For a full
minute the two men sat there without moving or speaking. Then the
Tracer laid aside his pencil.
"To sum up," he said,
opening the palm of his left hand and placing the forefinger of
his right across it, "the excavation made by the falling pillar
raised in triumph above the water garden of the deposed king, Meris,
by his rival, was the subterranean house of Meris. The prostrate
figure which crumbled to powder at your touch may have been the
very priest to whom this letter or papyrus was written. Perhaps
the bearer of the scroll was a traitor and stabbed the priest as
he was reading the missive. Who can tell how that priest died? He
either died or betrayed his trust, for he never aroused the little
Samaris from her suspended animation. And the water garden fell
into ruins and she slept; and the Ruler of Upper and Lower Egypt
raised his columns, lotus crowned, above the ruins; and she slept
on. Then—you came."
Burke stared like one stupefied.
"I do not know," said
the Tracer gravely, "what balm there may be in a suspension
of sensation, perhaps of vitality, to protect the human body from
corruption after death. I do not know how soon suspended animation
or the state of hypnotic coma, undisturbed, changes into death—whether
it comes gradually, imperceptibly freeing the soul; whether the
soul hides there, asleep, until suddenly the flame of vitality is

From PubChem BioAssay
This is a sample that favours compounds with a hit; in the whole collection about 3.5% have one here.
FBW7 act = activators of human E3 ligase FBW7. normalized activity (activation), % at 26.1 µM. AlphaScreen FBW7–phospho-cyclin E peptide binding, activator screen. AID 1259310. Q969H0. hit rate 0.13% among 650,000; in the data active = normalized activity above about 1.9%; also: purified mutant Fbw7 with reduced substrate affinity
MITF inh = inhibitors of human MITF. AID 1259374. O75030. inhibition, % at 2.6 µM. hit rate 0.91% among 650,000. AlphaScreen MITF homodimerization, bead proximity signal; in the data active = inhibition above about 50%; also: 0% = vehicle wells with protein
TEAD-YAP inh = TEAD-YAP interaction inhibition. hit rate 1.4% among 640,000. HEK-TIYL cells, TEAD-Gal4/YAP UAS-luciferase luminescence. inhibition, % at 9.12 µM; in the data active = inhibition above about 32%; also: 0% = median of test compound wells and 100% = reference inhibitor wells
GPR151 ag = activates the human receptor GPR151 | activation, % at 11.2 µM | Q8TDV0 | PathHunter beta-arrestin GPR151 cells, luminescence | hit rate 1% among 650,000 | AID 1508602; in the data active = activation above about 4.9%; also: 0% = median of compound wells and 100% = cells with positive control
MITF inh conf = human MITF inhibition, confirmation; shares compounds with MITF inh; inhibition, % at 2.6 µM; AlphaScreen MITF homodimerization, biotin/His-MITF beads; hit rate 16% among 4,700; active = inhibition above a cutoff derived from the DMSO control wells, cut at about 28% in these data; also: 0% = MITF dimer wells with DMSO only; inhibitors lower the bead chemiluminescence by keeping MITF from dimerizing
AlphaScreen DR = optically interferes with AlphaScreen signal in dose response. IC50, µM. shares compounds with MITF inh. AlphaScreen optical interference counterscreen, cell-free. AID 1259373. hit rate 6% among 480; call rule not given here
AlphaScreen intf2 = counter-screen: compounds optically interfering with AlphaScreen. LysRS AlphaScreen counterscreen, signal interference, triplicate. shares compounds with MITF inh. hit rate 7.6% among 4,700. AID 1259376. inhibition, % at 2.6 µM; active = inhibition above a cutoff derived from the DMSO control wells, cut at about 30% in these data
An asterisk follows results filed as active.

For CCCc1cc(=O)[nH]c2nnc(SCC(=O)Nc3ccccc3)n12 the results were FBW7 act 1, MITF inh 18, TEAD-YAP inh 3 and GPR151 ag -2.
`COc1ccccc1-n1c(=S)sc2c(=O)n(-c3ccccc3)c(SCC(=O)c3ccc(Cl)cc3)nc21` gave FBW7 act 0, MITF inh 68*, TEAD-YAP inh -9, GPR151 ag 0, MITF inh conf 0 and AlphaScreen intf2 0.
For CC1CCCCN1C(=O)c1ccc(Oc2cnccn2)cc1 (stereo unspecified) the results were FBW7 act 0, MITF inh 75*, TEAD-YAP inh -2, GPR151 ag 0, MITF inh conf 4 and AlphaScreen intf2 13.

extinguished. I do not know how long she lay there with life in
He leaned back and touched an electric
bell, then, turning to Burke:
"Speaking of pistol range,"
he said, "unstrap those weapons and pass them over, if you
And the young man obeyed as in
"Thank you. There are four
men coming into this room. You will keep your seat, if you please,
After a moment the door opened
noiselessly. Two men handcuffed together entered the room; two men,
hands in their pockets, sauntered carelessly behind the prisoners
and leaned back against the closed door.
"That short, red-haired, lame
man with the cast in his eye—do you recognize him?" asked
the Tracer quietly.
Burke, grasping the arms of his
chair, had started to rise, fury fairly blazing from his eyes; but,
at the sound of the Tracer's calm, even voice, he sank back into
"That is Joram Smiles? You
recognize him?" continued Mr. Keen.
alias Red Jo, alias Big Stick Joram, alias Pinky; swindler, international
confidence man, fence, burglar, gambler; convicted in 1887, and
sent to Sing Sing for forgery; convicted in 1898, and sent to Auburn
for swindling; arrested by my men on board the S. S. Scythian Queen,
at the cabled request of John T. Burke, Esquire, and held to explain
the nature of his luggage, which consisted of the contents of an
Egyptian vault or underground ruin, declared at the customhouse
as a mummy, and passed as such."
The quiet, monotonous voice of
the Tracer halted, then, as he glanced at the second prisoner, grew
"Emanuel Gandon, general international
criminal, with over half a hundred aliases, arrested in company
with Smiles and held until Mr. Burke's arrival."
Turning to Burke, the Tracer continued:
"Fortunately, the Scythian Queen broke down off Brindisi. It
gave us time to act on your cable; we found these men aboard when
she was signaled off the Hook. I went out with the pilot myself,